I don’t usually shill for people on my blog, but I’m making an exception in this case. Ron Randall is doing a Kickstarter campaign to bring his latest Trekker adventure to print. I’ve already donated, and he’s getting close to his target, so I thought I’d spread the word. Trekker is a cool sci-fi story about interstellar bounty hunter Mercy St. Clair, who’s trying to make her way in a dangerous world while learning some hard truths. The art is great and the characters are compelling, so check it out.
Welcome to the wrap-up for 1978, which also marks the end of my first year of blogging. The end of the year is traditionally a time for looking back (as with this olde-tyme photo of Gulliver), but I’d also like to look ahead. 1978 has been fun and there were some pretty cool stories, but I’m looking forward to reviewing some 1979 comics. Because of the DC Implosion in late ’78, DC canceled a bunch of titles and cut the page counts of their existing comics drastically. So 1979 is a pretty stable year, at least for my purposes; I’ll be reviewing thirteen titles, all but one of which were monthly (the sole exception being Detective Comics, which was bi-monthly, but mega-sized). I’ll be reviewing three comics per post (except for the posts with Detective Comics, where there’ll be four), so it’ll be easier to keep track of when your favourites will be reviewed. As for specifics, keep reading. Continue reading “Year End (P)review”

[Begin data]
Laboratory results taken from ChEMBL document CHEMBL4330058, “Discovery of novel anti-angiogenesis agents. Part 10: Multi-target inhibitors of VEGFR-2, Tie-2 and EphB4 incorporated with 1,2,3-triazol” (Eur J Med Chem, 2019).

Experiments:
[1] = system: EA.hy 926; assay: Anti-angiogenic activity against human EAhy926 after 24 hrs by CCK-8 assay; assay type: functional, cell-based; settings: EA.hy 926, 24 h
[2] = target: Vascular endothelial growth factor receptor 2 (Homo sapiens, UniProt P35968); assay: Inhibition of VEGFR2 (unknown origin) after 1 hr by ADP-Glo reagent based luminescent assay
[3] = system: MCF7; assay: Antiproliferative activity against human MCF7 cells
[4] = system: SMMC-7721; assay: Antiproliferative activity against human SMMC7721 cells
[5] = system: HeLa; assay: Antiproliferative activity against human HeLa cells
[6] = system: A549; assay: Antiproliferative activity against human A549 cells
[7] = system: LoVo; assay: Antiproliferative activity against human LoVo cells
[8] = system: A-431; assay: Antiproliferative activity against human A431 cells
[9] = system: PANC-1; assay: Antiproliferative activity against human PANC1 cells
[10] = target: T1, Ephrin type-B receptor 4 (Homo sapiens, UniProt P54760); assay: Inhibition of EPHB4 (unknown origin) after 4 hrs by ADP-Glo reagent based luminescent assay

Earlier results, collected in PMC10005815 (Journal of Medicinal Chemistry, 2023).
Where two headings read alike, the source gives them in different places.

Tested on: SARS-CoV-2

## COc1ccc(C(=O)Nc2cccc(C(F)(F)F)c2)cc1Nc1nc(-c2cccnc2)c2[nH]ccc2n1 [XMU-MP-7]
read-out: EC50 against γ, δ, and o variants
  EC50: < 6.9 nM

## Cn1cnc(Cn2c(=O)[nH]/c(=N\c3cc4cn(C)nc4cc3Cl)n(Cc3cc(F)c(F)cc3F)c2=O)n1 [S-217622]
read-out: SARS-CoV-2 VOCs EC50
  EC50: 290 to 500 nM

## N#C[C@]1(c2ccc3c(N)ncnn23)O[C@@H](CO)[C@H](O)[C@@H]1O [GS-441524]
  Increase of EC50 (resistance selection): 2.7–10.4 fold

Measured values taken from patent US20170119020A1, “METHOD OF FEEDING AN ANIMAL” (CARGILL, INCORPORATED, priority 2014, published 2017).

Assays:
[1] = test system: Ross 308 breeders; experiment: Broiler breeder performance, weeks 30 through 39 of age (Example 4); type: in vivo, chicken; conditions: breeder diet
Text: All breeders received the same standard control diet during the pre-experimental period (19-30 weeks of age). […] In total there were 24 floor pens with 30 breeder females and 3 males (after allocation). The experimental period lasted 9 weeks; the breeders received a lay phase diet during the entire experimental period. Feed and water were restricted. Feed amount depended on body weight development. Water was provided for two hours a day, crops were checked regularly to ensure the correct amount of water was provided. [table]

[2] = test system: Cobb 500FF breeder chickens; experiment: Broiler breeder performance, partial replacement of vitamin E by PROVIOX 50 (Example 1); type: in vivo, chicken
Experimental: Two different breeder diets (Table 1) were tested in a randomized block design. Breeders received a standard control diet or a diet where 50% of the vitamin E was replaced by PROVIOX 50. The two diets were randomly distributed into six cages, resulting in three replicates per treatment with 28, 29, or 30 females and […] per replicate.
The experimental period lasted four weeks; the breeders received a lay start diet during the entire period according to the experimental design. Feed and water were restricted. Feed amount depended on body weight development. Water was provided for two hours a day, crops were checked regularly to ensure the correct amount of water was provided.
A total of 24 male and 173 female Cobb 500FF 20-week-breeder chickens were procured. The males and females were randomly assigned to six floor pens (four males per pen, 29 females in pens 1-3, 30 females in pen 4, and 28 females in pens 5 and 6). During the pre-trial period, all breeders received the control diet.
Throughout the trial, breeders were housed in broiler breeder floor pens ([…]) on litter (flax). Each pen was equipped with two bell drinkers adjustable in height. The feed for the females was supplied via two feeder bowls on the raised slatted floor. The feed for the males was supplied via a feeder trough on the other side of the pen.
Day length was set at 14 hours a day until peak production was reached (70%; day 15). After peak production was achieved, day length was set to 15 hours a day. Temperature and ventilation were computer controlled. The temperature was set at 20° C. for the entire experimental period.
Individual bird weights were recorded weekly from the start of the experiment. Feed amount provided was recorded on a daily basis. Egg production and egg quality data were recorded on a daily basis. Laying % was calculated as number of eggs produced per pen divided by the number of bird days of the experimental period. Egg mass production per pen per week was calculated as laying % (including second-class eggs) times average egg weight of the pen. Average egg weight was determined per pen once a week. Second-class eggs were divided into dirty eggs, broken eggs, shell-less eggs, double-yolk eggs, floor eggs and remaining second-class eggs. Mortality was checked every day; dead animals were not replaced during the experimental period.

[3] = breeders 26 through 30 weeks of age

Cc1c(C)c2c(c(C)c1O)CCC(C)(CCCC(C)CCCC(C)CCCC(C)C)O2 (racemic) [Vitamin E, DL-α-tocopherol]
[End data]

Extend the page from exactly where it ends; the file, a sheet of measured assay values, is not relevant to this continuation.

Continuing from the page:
Apparently, long-time comics writer Len Wein has died at the age of 69. I’ve read a lot of Wein’s stuff over the years and most of it was pretty good. Of course, he’s probably best known for co-creating Swamp Thing and the All New X-Men, but I remember some of his other work fondly: JLA (he’s the one who brought back the Seven Soldiers of Victory); Batman (with some classic villains); Amazing Spider-Man (where he used plenty of classic baddies like Molten Man, Shocker, Hammerhead, Doc Ock, Silvermane and brought in some new ones, like Will o’ the Wisp and the third Green Goblin). He had fairly long runs on Incredible Hulk, Thor, Deadman (in Adventure), Green Lantern, and wrote all of the first Blue Beetle series. He also wrote the Legends miniseries, which helped redefine the DCU after the Crisis.
I haven’t read all his stuff, but what I have read I generally like. Wein respected history, but wasn’t afraid to give long-established characters new personality traits. I’ll be reviewing his late 70s/early 80s Batman run next year and I’m looking forward to re-reading those issues; I seem to recall liking them. Len Wein will be missed.
On Monday there was a post over at Back in the Bronze Age about those little plastic Army men a lot of us had as kids. (If you’re wondering about Back in the Bronze Age, it’s a really cool site focusing on the years 1970-1985 or so–aka the Bronze Age of comics–but they don’t just talk about comics. Check ’em out and tell ’em Gulliver sent you.) Continue reading “Little Green Men”
I’ve been watching Iron Fist (through Episode 10 so far) and it’s not absolutely horrible like a lot of the reviews seem to be painting it. It’s slow at times, but overall I think it’s pretty good.
The idea of making Danny Rand Asian-American makes sense and I wouldn’t have had a problem with it, but having seen Lewis Tan—who originally wanted to play Iron Fist—as the drunken master in Episode 8, I think he would be perfect as Shang Chi. I don’t know if Marvel has any plans for Shang Chi, but a series with him as the lead, great supporting characters (Leiko Wu, Black Jack , Reston, Shen Kuei), and villains (Pavane, Fah Lo Suee) would be so cool, and Lewis Tan would be spot on as Shang. He’s even British!